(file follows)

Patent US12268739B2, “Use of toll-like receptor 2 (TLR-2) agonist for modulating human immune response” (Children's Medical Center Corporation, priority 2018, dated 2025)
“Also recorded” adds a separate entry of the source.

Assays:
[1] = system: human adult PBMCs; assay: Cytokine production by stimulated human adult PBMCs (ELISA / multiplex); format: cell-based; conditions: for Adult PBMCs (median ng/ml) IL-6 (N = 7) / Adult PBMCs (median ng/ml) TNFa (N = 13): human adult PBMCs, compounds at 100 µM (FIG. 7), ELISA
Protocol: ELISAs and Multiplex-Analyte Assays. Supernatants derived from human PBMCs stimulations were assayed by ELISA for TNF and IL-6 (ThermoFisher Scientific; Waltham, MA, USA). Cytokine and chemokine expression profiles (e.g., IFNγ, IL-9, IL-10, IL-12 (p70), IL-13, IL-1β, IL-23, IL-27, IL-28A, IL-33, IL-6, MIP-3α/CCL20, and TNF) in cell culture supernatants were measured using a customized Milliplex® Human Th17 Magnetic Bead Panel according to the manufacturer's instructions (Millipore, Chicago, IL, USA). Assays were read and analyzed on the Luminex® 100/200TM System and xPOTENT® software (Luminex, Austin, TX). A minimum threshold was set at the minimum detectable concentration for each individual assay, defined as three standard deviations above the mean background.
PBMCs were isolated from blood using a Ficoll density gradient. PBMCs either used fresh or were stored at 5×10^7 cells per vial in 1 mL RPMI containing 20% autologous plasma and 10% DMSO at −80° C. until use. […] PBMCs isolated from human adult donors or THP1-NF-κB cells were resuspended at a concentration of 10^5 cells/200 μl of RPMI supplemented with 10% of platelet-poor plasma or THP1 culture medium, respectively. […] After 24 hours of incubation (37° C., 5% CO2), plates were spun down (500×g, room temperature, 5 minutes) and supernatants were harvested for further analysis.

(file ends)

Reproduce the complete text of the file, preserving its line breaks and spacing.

Patent US12268739B2, “Use of toll-like receptor 2 (TLR-2) agonist for modulating human immune response” (Children's Medical Center Corporation, priority 2018, dated 2025)
“Also recorded” adds a separate entry of the source.

Assays:
[1] = system: human adult PBMCs; assay: Cytokine production by stimulated human adult PBMCs (ELISA / multiplex); format: cell-based; conditions: for Adult PBMCs (median ng/ml) IL-6 (N = 7) / Adult PBMCs (median ng/ml) TNFa (N = 13): human adult PBMCs, compounds at 100 µM (FIG. 7), ELISA
Protocol: ELISAs and Multiplex-Analyte Assays. Supernatants derived from human PBMCs stimulations were assayed by ELISA for TNF and IL-6 (ThermoFisher Scientific; Waltham, MA, USA). Cytokine and chemokine expression profiles (e.g., IFNγ, IL-9, IL-10, IL-12 (p70), IL-13, IL-1β, IL-23, IL-27, IL-28A, IL-33, IL-6, MIP-3α/CCL20, and TNF) in cell culture supernatants were measured using a customized Milliplex® Human Th17 Magnetic Bead Panel according to the manufacturer's instructions (Millipore, Chicago, IL, USA). Assays were read and analyzed on the Luminex® 100/200TM System and xPOTENT® software (Luminex, Austin, TX). A minimum threshold was set at the minimum detectable concentration for each individual assay, defined as three standard deviations above the mean background.
PBMCs were isolated from blood using a Ficoll density gradient. PBMCs either used fresh or were stored at 5×10^7 cells per vial in 1 mL RPMI containing 20% autologous plasma and 10% DMSO at −80° C. until use. […] PBMCs isolated from human adult donors or THP1-NF-κB cells were resuspended at a concentration of 10^5 cells/200 μl of RPMI supplemented with 10% of platelet-poor plasma or THP1 culture medium, respectively. […] After 24 hours of incubation (37° C., 5% CO2), plates were spun down (500×g, room temperature, 5 minutes) and supernatants were harvested for further analysis.